Canada’s medical marijuana system is getting a makeover, and so far the results have been less than stellar.
The government told patients they could no longer grow for themselves. The company that sold noxious, impotent weed to patients was replaced with the same company. Patients sued to block elements of the new program.
But now new players are entering the scene, with promises of state of the art weed and quality medication. Yet the question remains: Will ordinary Canadians accept the MMJ their own government has foisted upon them?
So far, hundreds of companies have applied to supply pot to the new program run by Health Canada. About a dozen growers have been licensed, and many others are nearing approval.
One of those, MediJean Distribution Inc., has fitted a Vancouver warehouse with an industrial scale hydroponic growing operation. There are already dozens of mature plants, and the business is set up to distribute across the country.
MediJean plans to distribute more than 190,000 pounds of medical weed during its first year. Anton Mattadeen, the company’s chief strategy officer, said MediJean is a cutting edge facility focused on science and horticulture. It feels more like a laboratory than a grow house, he said.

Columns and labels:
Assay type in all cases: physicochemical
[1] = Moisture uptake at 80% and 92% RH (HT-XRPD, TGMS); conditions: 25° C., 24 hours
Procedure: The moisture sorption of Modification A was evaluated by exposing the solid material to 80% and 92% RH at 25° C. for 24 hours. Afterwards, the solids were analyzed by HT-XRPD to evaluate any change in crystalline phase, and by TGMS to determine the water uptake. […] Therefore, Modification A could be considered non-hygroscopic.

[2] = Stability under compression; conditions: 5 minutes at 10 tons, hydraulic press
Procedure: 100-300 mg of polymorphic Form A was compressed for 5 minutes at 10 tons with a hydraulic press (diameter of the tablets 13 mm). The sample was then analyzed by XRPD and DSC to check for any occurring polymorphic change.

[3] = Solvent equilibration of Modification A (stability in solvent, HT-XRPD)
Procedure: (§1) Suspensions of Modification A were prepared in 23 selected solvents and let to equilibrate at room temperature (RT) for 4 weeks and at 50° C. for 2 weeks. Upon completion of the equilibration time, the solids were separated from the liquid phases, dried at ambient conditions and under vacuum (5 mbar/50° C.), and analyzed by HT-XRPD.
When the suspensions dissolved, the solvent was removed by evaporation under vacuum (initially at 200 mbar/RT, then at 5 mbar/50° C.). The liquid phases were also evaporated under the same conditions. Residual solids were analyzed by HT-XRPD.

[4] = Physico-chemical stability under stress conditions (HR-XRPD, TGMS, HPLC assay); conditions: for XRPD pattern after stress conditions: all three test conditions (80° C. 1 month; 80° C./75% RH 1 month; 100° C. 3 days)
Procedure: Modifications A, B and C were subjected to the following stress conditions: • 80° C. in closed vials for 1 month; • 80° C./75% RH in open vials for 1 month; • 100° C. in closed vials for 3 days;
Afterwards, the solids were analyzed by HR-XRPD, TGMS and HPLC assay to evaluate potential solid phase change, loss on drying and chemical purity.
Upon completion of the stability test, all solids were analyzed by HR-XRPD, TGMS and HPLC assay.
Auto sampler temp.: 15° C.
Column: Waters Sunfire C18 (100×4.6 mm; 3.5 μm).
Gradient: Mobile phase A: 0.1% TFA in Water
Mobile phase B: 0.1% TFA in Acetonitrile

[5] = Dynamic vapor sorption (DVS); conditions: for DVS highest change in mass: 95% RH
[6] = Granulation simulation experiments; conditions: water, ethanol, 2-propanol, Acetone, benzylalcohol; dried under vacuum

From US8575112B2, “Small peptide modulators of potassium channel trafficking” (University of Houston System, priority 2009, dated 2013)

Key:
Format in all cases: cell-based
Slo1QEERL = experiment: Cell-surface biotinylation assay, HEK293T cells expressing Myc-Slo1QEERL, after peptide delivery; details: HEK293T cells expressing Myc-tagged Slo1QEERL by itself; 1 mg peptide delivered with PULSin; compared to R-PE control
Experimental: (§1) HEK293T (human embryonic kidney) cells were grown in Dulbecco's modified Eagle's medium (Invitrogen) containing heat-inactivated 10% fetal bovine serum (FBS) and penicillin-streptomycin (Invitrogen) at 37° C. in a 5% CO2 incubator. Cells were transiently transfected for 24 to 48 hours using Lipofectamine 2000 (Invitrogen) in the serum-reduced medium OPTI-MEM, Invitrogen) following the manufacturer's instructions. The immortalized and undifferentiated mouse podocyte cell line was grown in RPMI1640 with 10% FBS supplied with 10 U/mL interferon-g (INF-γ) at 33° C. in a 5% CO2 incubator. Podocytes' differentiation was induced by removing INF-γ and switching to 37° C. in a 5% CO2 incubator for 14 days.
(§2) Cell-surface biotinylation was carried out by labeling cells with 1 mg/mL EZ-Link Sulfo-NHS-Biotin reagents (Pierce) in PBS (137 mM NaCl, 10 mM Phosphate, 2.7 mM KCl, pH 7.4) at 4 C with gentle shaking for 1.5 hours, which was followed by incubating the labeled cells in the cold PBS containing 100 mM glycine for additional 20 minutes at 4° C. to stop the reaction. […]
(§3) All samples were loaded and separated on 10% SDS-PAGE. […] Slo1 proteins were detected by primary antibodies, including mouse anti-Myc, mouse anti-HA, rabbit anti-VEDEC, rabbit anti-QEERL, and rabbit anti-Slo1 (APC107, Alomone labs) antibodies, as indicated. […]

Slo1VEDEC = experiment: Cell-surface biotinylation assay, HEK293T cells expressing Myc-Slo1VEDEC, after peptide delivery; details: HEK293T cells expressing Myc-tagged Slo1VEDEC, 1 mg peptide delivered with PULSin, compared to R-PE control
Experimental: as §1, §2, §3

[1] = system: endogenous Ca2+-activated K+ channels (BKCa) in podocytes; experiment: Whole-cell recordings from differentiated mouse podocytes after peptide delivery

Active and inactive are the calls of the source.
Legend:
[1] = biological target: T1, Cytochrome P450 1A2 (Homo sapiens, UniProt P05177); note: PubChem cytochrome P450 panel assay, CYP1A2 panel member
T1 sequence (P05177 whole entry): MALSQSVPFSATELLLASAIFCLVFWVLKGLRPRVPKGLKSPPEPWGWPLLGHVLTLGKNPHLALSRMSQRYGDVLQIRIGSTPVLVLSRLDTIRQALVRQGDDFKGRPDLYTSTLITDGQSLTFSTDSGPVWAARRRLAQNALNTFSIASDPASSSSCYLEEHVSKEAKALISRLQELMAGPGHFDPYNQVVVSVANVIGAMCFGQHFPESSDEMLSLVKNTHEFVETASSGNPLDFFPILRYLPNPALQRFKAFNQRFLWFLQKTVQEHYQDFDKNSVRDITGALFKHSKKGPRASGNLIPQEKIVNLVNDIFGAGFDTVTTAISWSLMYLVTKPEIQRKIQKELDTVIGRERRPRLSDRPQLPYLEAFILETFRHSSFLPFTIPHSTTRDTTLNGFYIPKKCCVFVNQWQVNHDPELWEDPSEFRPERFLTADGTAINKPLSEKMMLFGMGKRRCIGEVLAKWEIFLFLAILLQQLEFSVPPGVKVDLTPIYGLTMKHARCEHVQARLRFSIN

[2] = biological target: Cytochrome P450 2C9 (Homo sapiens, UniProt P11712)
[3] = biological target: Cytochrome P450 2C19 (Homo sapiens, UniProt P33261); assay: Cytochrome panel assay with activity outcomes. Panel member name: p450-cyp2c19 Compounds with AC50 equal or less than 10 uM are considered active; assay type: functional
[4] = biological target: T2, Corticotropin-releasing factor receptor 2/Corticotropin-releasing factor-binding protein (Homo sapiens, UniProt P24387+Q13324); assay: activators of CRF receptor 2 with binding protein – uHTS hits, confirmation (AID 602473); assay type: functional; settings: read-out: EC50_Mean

“This is anything but a grow-op,” Mattadeen said. “It is a clean-run, biopharmaceutical facility designed to produce the highest quality produce available. Whatever your views are based on the stigma [of marijuana], that’s not us.”
Canada has had some form of medical marijuana for nearly 14 years, since the nation’s courts invalidated pot bans that made no exceptions for medical necessity. Yet there is a strong opposition that has long tried to restrain access.
Under Canada’s old MMJ system, patients could grow their own medicine or buy a state-backed product known as CanniMed. But that was weak, tasted bad and smelled foul. What’s more, many of the country’s conservative lawmakers were uneasy with a nationwide system that allowed Canadians to grow pot.
That led them, finally, to dismantle the old program. Their first act was to replace the company that supplied CanniMed – with the same company that supplied CanniMed. This was meant as a temporary fix until new suppliers could be found, but it sent a message to many users that they shouldn’t expect quality to improve.
Then the government told patients they would no longer be able to grow their own weed. That led to a backlash, with many growers saying they couldn’t afford to buy pot from someone else.
Indeed, prices are set to go up all around. Where a gram used to cost $5, it is now expected to sell for an average of $8 initially. That price could drop, officials say, as more growers enter the program.
A recent court ruling means patients can keep growing weed for the time being, but that may not last. Ultimately, Canadians will be faced with higher prices and fewer choices, even if companies like MediJean can provide a better product.